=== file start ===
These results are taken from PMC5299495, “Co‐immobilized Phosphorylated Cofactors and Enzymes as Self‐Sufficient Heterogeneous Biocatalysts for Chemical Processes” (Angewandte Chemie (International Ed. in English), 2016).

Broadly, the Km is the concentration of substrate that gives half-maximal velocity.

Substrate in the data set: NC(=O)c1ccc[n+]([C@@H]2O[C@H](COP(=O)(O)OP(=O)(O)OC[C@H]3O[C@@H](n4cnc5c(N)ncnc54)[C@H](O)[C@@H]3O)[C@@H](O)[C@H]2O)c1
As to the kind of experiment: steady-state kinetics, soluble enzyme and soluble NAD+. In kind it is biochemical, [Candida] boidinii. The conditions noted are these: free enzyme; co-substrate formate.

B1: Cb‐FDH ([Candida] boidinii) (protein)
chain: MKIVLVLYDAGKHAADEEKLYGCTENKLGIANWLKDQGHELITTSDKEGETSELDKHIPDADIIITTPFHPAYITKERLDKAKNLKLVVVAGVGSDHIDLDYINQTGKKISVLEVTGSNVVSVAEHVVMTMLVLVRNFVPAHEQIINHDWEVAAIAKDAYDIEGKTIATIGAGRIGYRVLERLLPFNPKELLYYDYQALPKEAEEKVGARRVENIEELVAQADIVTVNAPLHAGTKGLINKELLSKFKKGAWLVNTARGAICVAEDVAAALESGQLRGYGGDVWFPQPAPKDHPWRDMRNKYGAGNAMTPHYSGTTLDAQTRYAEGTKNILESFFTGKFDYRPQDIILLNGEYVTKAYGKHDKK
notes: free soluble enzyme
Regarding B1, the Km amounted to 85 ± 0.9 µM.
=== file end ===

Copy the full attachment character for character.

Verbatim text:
These results are taken from PMC5299495, “Co‐immobilized Phosphorylated Cofactors and Enzymes as Self‐Sufficient Heterogeneous Biocatalysts for Chemical Processes” (Angewandte Chemie (International Ed. in English), 2016).

Broadly, the Km is the concentration of substrate that gives half-maximal velocity.

Substrate in the data set: NC(=O)c1ccc[n+]([C@@H]2O[C@H](COP(=O)(O)OP(=O)(O)OC[C@H]3O[C@@H](n4cnc5c(N)ncnc54)[C@H](O)[C@@H]3O)[C@@H](O)[C@H]2O)c1
As to the kind of experiment: steady-state kinetics, soluble enzyme and soluble NAD+. In kind it is biochemical, [Candida] boidinii. The conditions noted are these: free enzyme; co-substrate formate.

B1: Cb‐FDH ([Candida] boidinii) (protein)
chain: MKIVLVLYDAGKHAADEEKLYGCTENKLGIANWLKDQGHELITTSDKEGETSELDKHIPDADIIITTPFHPAYITKERLDKAKNLKLVVVAGVGSDHIDLDYINQTGKKISVLEVTGSNVVSVAEHVVMTMLVLVRNFVPAHEQIINHDWEVAAIAKDAYDIEGKTIATIGAGRIGYRVLERLLPFNPKELLYYDYQALPKEAEEKVGARRVENIEELVAQADIVTVNAPLHAGTKGLINKELLSKFKKGAWLVNTARGAICVAEDVAAALESGQLRGYGGDVWFPQPAPKDHPWRDMRNKYGAGNAMTPHYSGTTLDAQTRYAEGTKNILESFFTGKFDYRPQDIILLNGEYVTKAYGKHDKK
notes: free soluble enzyme
Regarding B1, the Km amounted to 85 ± 0.9 µM.